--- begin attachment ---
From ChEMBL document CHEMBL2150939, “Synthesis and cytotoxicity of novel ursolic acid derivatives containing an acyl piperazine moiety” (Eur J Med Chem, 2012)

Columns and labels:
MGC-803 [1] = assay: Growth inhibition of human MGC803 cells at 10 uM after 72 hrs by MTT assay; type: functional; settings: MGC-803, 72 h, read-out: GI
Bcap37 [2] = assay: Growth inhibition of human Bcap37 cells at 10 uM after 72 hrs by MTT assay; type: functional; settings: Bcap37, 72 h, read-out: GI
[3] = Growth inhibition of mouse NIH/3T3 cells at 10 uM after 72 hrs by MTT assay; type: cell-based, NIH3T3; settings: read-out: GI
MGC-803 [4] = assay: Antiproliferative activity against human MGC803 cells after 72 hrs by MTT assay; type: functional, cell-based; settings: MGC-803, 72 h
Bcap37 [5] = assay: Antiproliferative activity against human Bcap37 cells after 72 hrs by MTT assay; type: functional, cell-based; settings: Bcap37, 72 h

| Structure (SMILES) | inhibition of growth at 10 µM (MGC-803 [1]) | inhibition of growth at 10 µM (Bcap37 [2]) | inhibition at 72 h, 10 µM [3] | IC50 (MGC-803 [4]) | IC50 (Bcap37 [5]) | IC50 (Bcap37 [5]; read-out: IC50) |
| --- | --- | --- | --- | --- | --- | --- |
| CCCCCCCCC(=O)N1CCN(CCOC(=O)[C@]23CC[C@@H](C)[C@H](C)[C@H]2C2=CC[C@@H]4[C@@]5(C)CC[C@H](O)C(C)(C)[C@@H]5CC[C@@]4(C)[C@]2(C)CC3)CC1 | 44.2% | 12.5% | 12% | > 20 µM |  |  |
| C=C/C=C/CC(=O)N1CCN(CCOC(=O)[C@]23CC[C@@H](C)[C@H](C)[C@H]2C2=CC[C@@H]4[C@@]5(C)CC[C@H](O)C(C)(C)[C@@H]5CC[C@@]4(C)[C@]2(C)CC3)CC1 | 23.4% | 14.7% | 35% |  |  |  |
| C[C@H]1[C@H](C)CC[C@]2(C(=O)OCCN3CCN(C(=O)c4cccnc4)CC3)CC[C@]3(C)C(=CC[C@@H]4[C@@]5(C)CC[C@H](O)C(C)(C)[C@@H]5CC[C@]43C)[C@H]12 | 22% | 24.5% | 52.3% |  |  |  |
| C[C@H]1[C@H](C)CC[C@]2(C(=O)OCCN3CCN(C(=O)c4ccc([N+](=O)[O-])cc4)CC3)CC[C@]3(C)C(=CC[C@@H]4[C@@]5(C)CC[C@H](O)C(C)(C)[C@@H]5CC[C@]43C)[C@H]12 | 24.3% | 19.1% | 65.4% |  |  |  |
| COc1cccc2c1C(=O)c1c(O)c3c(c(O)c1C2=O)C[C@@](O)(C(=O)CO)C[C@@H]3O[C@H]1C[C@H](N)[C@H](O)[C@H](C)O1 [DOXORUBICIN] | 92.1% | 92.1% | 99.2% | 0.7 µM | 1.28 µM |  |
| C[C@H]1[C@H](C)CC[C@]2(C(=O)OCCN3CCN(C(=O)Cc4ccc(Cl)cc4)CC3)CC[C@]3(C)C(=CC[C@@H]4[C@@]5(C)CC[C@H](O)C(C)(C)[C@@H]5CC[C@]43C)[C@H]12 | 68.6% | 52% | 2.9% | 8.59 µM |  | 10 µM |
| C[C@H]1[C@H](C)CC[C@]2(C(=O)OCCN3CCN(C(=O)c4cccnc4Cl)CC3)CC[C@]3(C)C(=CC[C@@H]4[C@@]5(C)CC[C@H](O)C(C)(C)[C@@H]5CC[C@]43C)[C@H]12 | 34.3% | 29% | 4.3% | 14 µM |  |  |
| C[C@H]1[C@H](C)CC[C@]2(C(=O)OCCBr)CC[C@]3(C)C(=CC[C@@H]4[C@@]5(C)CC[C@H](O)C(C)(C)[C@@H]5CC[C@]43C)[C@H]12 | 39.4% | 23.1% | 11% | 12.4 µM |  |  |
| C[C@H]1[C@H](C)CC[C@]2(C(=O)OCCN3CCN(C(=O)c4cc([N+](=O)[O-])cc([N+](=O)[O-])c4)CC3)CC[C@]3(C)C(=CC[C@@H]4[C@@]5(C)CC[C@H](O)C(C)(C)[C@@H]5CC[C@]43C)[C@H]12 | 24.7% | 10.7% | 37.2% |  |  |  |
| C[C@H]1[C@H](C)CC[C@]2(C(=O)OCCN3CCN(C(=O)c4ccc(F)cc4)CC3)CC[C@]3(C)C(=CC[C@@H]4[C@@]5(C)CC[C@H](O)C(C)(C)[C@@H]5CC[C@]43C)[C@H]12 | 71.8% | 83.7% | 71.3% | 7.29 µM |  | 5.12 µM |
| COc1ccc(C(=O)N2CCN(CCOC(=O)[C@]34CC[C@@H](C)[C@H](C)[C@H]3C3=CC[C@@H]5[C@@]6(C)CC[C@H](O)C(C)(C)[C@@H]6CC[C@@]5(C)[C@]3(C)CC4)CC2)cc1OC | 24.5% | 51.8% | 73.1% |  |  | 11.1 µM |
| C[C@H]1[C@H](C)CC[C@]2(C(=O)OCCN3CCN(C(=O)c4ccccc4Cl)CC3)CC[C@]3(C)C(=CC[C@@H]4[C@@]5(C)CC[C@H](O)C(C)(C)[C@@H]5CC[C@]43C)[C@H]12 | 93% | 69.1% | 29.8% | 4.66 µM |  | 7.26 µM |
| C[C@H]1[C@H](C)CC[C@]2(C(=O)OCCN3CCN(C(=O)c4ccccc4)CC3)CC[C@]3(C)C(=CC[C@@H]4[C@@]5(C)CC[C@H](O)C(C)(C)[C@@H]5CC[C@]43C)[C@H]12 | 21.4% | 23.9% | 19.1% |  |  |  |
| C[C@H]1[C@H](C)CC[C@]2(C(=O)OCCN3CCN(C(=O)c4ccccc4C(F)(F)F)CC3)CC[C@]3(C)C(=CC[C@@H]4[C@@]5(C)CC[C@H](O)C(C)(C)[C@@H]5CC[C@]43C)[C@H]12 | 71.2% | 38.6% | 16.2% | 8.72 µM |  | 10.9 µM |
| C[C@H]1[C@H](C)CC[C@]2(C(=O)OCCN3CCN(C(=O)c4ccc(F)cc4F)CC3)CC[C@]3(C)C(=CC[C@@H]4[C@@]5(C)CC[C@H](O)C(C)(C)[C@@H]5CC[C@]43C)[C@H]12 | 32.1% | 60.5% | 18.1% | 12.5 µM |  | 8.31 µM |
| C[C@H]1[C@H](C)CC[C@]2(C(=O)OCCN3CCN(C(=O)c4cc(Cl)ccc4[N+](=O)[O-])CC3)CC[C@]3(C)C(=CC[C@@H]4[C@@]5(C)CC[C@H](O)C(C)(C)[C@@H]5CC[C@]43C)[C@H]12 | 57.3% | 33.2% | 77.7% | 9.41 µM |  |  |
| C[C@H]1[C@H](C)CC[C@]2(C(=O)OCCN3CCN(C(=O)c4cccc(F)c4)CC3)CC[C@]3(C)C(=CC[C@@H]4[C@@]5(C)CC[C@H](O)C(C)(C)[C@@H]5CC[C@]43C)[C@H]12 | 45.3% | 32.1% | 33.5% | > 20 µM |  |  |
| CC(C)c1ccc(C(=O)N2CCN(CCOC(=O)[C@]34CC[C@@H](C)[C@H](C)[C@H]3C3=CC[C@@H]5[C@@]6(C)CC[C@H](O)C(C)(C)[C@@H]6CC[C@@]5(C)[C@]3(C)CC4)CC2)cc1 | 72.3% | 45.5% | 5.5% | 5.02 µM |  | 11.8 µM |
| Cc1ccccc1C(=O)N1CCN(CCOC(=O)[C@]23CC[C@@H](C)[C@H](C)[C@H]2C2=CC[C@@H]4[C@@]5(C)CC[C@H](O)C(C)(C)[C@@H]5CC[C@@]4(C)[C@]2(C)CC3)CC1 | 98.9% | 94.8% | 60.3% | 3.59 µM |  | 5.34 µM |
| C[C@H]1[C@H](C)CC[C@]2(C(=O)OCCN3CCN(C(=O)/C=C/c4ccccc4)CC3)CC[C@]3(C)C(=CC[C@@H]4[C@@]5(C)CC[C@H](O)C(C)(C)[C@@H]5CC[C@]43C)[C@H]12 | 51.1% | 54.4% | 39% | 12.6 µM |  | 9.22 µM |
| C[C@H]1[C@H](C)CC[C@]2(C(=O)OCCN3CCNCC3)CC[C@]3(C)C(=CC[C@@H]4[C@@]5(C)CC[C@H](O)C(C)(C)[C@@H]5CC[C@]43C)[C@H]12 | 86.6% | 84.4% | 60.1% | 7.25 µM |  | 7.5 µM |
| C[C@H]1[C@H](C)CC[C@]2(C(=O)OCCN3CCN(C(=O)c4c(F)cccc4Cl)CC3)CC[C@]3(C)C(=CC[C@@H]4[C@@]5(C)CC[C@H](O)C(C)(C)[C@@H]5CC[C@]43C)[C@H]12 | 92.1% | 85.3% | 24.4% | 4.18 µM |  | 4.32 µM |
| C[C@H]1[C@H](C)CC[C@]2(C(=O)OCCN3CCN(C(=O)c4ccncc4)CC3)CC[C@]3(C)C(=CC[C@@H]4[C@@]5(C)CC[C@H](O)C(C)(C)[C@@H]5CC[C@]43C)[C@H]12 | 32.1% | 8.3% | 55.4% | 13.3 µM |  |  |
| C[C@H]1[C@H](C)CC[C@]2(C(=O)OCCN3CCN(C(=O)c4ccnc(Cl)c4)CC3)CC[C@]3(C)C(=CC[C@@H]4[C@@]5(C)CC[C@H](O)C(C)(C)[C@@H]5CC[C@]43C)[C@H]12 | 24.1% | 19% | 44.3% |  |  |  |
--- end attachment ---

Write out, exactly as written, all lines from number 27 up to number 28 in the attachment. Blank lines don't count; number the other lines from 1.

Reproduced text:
| CC(C)c1ccc(C(=O)N2CCN(CCOC(=O)[C@]34CC[C@@H](C)[C@H](C)[C@H]3C3=CC[C@@H]5[C@@]6(C)CC[C@H](O)C(C)(C)[C@@H]6CC[C@@]5(C)[C@]3(C)CC4)CC2)cc1 | 72.3% | 45.5% | 5.5% | 5.02 µM |  | 11.8 µM |
| Cc1ccccc1C(=O)N1CCN(CCOC(=O)[C@]23CC[C@@H](C)[C@H](C)[C@H]2C2=CC[C@@H]4[C@@]5(C)CC[C@H](O)C(C)(C)[C@@H]5CC[C@@]4(C)[C@]2(C)CC3)CC1 | 98.9% | 94.8% | 60.3% | 3.59 µM |  | 5.34 µM |